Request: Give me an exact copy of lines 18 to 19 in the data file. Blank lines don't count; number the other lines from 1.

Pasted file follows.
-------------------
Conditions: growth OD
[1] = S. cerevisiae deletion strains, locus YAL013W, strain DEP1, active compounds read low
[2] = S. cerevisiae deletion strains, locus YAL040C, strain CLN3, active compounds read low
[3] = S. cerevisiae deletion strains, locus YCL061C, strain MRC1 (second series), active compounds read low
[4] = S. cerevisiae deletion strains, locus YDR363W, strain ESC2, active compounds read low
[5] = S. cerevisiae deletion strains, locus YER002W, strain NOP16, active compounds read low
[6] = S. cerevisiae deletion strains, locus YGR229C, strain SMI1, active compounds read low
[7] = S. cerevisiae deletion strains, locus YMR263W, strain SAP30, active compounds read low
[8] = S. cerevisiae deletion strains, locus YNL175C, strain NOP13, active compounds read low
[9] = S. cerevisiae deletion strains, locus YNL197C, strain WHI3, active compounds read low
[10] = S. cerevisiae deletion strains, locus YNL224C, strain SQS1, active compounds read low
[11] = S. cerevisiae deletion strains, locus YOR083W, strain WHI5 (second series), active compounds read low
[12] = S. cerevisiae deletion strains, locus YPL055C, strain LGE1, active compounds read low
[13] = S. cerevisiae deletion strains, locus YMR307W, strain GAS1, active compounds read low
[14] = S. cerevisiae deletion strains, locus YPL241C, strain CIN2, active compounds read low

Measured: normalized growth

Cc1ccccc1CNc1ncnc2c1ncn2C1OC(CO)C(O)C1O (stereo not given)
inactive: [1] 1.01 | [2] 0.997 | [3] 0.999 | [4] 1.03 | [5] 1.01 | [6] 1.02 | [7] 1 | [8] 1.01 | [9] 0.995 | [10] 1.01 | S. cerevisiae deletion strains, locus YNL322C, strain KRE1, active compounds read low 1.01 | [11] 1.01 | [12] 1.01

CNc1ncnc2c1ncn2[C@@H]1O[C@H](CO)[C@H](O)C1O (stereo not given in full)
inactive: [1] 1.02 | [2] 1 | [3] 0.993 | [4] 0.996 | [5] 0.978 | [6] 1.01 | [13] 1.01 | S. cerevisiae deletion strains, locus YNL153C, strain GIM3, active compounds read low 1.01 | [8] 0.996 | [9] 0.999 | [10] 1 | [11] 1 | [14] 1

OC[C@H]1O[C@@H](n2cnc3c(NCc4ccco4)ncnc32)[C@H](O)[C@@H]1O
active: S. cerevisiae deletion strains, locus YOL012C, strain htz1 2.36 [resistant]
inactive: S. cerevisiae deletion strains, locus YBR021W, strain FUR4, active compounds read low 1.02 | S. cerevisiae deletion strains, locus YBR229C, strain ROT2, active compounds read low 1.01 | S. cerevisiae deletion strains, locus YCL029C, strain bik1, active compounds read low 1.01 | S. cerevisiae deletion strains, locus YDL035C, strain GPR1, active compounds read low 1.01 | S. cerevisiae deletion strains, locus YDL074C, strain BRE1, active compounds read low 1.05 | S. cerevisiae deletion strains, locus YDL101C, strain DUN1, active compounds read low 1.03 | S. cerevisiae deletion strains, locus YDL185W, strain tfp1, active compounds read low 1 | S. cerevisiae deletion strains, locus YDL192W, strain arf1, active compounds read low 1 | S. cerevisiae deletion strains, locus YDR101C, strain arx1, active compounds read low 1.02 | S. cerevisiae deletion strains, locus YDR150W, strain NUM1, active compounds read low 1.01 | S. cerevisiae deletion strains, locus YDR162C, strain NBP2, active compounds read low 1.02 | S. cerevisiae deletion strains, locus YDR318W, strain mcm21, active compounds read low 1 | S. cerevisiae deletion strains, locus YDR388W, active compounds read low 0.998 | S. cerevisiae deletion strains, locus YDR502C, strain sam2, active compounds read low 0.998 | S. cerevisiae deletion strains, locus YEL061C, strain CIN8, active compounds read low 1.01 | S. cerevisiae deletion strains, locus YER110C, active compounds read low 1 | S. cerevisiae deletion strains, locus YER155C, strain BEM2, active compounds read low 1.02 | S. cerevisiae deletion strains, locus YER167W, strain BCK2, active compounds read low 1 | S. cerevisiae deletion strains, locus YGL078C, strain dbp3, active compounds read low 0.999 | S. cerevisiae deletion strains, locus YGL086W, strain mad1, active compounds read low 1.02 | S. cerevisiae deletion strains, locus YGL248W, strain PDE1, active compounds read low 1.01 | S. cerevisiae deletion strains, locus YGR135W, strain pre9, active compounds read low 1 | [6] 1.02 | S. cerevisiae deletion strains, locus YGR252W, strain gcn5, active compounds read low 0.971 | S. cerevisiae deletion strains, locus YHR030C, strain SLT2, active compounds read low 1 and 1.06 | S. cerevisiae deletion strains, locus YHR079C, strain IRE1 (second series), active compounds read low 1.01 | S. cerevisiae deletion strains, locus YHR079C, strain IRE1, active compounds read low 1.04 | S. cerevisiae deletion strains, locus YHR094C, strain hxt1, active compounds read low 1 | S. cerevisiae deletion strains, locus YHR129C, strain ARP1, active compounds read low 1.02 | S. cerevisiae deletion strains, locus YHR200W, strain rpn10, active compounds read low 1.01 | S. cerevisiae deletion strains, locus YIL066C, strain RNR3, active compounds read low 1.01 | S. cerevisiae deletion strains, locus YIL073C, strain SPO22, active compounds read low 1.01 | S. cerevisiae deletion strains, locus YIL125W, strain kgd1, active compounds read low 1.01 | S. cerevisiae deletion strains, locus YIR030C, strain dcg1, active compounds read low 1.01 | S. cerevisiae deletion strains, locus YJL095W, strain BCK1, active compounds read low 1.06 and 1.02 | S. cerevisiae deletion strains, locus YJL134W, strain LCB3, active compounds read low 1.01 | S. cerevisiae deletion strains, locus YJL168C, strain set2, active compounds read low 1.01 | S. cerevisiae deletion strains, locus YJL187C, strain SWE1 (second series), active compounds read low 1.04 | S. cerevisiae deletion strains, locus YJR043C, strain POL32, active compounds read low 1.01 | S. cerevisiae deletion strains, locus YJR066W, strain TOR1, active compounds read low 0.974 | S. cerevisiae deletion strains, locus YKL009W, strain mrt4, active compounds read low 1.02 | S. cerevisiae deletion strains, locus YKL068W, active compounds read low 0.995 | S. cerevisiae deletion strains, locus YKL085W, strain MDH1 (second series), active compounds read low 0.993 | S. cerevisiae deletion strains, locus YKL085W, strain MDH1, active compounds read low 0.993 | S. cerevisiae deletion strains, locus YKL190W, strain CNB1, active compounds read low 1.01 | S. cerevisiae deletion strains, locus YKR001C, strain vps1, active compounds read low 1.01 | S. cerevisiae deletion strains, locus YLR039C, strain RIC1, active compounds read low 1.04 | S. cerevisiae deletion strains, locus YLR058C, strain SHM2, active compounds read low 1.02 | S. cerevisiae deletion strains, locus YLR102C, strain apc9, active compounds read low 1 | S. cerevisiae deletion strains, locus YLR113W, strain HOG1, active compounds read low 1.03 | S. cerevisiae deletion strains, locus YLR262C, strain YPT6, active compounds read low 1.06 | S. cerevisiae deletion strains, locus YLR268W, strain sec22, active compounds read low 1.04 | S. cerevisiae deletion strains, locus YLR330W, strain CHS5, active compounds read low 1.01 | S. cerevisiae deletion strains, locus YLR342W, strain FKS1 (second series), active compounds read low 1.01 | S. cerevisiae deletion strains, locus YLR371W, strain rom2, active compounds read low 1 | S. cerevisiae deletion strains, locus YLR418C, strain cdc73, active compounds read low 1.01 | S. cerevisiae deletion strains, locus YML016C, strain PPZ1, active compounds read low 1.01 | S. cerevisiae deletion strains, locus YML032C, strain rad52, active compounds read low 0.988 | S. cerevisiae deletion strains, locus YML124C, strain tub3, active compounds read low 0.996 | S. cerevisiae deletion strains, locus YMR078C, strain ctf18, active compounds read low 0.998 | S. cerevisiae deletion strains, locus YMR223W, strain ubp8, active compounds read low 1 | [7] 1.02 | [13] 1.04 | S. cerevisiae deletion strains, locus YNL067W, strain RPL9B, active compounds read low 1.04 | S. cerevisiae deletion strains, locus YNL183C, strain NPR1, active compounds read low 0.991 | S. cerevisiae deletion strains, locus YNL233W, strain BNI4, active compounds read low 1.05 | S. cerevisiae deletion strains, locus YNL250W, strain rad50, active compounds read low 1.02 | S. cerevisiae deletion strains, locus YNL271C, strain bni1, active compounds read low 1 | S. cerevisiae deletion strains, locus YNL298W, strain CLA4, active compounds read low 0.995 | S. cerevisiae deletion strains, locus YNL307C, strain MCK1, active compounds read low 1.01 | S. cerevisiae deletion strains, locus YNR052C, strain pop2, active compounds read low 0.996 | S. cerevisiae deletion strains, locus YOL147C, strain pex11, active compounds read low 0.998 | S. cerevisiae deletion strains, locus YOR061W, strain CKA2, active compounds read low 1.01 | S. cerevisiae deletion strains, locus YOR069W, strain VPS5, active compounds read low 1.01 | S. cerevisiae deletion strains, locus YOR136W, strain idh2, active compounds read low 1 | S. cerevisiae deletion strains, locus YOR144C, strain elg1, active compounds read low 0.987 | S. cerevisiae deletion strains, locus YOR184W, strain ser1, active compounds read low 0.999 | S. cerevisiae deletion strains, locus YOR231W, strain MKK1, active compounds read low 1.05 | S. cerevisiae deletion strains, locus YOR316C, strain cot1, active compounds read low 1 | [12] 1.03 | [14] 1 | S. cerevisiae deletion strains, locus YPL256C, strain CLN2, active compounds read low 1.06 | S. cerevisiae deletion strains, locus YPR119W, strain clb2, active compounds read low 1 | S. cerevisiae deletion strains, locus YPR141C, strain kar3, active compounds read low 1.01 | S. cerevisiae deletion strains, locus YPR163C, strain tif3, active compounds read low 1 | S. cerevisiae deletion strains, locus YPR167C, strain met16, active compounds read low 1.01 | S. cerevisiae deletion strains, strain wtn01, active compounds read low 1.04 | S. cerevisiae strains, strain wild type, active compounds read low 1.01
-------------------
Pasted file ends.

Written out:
inactive: [1] 1.01 | [2] 0.997 | [3] 0.999 | [4] 1.03 | [5] 1.01 | [6] 1.02 | [7] 1 | [8] 1.01 | [9] 0.995 | [10] 1.01 | S. cerevisiae deletion strains, locus YNL322C, strain KRE1, active compounds read low 1.01 | [11] 1.01 | [12] 1.01

CNc1ncnc2c1ncn2[C@@H]1O[C@H](CO)[C@H](O)C1O (stereo not given in full)